[ProAudio] Microphones question

David Josephson dlj at josephson.com
Fri Jun 11 22:28:45 PDT 2021


There is a wide variety of microphone electrical topologies, each with distinctly different impedance characteristics, even within the “balanced” microphone world. There is an effort underway in AESSC led by Anthony Kuzub of CBC to get a little more clarity but I think you know about that. 

You asked about the “real” i.e. commonly found, impedance levels. The most common topology these days is the so-called “impedance balanced” circuit where the microphone feeds audio to either pin 2 or pin 3, depending on whether a polarity inversion is required. It is almost always through an electrolytic cap and a series resistor of 20 to 50 ohms. The other audio output pin has the same R and C, but to signal return. Phantom power is usually drawn from both signal leads. With ideal cables, the CMRR of the preamp produces the same interference rejection as if the signal were symmetrical. As it is only the impedance is symmetrical. Also relatively common is a pair of pnp emitter followers directly connected to pins 2 and 3, with the collectors returned to ground through a network held above ground by a few volts, to provide a bit of voltage for the input stage of the mic. These also typically have a few ohms of resistance, either resistors or RFI-suppression chokes in series with each output leg, typical impedance is on the order of 40 to 100 ohms. Transformer output mics are less common as electret condenser mics have become the defacto standard; they are cheaper to make than dynamic elements.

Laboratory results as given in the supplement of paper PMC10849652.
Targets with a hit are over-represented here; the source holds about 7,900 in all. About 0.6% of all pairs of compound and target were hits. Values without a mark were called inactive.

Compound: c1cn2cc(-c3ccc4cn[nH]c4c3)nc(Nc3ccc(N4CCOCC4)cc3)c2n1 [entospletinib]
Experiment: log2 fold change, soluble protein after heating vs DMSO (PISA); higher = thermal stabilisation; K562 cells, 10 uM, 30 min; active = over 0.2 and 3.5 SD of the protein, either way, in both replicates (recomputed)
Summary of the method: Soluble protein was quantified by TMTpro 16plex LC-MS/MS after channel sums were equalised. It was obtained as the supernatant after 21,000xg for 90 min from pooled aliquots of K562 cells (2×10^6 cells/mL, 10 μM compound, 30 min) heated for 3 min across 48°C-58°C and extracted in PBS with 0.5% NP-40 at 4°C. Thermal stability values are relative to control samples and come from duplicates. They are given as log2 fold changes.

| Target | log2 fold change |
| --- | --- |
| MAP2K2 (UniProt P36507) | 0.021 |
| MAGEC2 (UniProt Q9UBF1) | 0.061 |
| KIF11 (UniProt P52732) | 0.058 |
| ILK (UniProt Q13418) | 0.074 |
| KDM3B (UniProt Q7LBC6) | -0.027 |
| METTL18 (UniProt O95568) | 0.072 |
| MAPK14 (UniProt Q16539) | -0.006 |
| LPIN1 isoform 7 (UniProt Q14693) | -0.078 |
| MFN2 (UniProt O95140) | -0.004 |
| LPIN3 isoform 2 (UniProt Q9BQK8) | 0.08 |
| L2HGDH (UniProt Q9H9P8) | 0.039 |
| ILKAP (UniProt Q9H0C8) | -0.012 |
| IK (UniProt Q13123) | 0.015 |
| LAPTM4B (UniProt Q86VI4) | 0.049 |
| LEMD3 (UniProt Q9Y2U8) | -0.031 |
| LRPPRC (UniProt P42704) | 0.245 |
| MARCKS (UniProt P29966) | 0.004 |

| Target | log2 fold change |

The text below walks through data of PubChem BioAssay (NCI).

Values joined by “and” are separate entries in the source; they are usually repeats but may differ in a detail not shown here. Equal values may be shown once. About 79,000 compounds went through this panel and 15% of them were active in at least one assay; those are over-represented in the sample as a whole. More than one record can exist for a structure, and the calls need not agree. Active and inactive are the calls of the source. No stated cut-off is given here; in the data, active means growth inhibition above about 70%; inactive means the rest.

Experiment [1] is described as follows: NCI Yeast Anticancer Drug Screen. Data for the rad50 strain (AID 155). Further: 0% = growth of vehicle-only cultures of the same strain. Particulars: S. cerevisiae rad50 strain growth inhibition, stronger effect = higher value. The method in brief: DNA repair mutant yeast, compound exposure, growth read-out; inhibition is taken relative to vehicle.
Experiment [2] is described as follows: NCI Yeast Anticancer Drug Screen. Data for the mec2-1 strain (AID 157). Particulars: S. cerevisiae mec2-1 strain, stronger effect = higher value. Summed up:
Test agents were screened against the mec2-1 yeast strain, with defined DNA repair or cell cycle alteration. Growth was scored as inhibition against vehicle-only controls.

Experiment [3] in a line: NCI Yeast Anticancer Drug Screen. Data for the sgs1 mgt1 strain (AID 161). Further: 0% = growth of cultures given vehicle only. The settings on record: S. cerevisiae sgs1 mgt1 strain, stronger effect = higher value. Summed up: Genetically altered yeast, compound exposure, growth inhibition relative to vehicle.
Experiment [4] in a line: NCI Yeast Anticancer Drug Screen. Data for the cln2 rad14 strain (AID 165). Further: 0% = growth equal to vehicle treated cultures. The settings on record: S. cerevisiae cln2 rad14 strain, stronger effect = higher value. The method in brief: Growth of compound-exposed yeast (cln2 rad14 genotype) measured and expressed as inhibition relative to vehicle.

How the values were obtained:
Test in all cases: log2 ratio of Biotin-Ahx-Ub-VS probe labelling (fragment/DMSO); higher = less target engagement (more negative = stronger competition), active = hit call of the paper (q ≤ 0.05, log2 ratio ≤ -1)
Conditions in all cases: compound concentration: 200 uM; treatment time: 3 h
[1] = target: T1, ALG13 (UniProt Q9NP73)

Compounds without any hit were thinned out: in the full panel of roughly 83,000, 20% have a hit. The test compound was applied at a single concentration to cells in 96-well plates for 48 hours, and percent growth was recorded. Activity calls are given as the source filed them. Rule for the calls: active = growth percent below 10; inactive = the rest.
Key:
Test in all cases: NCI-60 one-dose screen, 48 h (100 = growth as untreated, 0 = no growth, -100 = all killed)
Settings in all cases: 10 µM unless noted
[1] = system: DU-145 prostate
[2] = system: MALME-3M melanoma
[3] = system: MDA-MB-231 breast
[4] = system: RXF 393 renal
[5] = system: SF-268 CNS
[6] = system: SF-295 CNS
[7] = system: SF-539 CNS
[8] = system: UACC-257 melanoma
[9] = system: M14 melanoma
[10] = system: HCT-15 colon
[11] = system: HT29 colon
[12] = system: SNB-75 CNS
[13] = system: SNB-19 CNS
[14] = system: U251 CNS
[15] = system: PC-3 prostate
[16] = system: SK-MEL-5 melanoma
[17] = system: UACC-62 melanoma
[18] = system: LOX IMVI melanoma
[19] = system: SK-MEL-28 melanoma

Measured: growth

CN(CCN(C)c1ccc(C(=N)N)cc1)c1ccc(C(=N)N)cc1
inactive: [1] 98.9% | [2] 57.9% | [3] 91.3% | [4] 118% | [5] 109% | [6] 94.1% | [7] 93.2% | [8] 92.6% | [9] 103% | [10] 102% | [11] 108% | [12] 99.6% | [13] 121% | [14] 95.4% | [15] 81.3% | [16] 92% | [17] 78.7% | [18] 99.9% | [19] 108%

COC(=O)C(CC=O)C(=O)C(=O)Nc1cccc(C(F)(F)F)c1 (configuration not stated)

We have been over this ground dozens of times with the microphone manufacturers. The best consensus we can reach is to recommend that the manufacturer specify the minimum load impedance, which is typically around 1500 ohms. 

David Josephson

> On Jun 11, 2021, at 7:49 PM, Dan Lavry via ProAudio <proaudio at bach.pgm.com> wrote:
> Hi Bill, 
> I am not trying to change the standard. Certainly not before I have the understanding of what is going on. Of course in an ideal world, each mic would come with an impedance information. In a somewhat less ideal world, each mic would come with, at least, the best resistor value. But here we are stuck to the "typical" old dynamic mic.
> I know that most people don't understand technical details, and it will confuse customers. But I am not talking to customers here, or level playing field. I asked the opinion of mic experts. I want to know what real impedance levels are. That is really all I want to know. So far, I learned about the 150 Ohm relation to the old dynamic. There must be more information, I thought I would start here.
> Thanks for all the comments
> Dan Lavry

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